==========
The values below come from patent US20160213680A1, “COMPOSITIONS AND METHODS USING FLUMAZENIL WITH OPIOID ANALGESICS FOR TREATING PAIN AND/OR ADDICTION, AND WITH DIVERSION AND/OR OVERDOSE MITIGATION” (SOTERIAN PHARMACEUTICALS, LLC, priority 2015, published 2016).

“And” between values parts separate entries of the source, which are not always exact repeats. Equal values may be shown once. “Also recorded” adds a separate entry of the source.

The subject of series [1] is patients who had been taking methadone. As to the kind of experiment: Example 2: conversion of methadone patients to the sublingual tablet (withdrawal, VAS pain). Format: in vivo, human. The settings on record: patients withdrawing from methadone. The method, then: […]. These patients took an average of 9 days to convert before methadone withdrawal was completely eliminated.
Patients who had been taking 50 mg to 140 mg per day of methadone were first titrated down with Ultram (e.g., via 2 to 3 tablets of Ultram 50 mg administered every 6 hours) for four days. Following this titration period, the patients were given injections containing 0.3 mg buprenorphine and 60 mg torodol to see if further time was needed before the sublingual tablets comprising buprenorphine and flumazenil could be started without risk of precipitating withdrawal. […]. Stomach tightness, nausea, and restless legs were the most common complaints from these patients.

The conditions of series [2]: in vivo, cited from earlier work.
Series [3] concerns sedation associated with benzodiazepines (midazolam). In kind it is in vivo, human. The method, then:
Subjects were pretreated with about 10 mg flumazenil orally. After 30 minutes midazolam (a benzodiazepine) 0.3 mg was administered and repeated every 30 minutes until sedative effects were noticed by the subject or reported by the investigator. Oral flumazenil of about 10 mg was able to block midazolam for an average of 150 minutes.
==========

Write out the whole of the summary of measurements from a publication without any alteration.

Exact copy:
The values below come from patent US20160213680A1, “COMPOSITIONS AND METHODS USING FLUMAZENIL WITH OPIOID ANALGESICS FOR TREATING PAIN AND/OR ADDICTION, AND WITH DIVERSION AND/OR OVERDOSE MITIGATION” (SOTERIAN PHARMACEUTICALS, LLC, priority 2015, published 2016).

“And” between values parts separate entries of the source, which are not always exact repeats. Equal values may be shown once. “Also recorded” adds a separate entry of the source.

The subject of series [1] is patients who had been taking methadone. As to the kind of experiment: Example 2: conversion of methadone patients to the sublingual tablet (withdrawal, VAS pain). Format: in vivo, human. The settings on record: patients withdrawing from methadone. The method, then: […]. These patients took an average of 9 days to convert before methadone withdrawal was completely eliminated.
Patients who had been taking 50 mg to 140 mg per day of methadone were first titrated down with Ultram (e.g., via 2 to 3 tablets of Ultram 50 mg administered every 6 hours) for four days. Following this titration period, the patients were given injections containing 0.3 mg buprenorphine and 60 mg torodol to see if further time was needed before the sublingual tablets comprising buprenorphine and flumazenil could be started without risk of precipitating withdrawal. […]. Stomach tightness, nausea, and restless legs were the most common complaints from these patients.

The conditions of series [2]: in vivo, cited from earlier work.
Series [3] concerns sedation associated with benzodiazepines (midazolam). In kind it is in vivo, human. The method, then:
Subjects were pretreated with about 10 mg flumazenil orally. After 30 minutes midazolam (a benzodiazepine) 0.3 mg was administered and repeated every 30 minutes until sedative effects were noticed by the subject or reported by the investigator. Oral flumazenil of about 10 mg was able to block midazolam for an average of 150 minutes.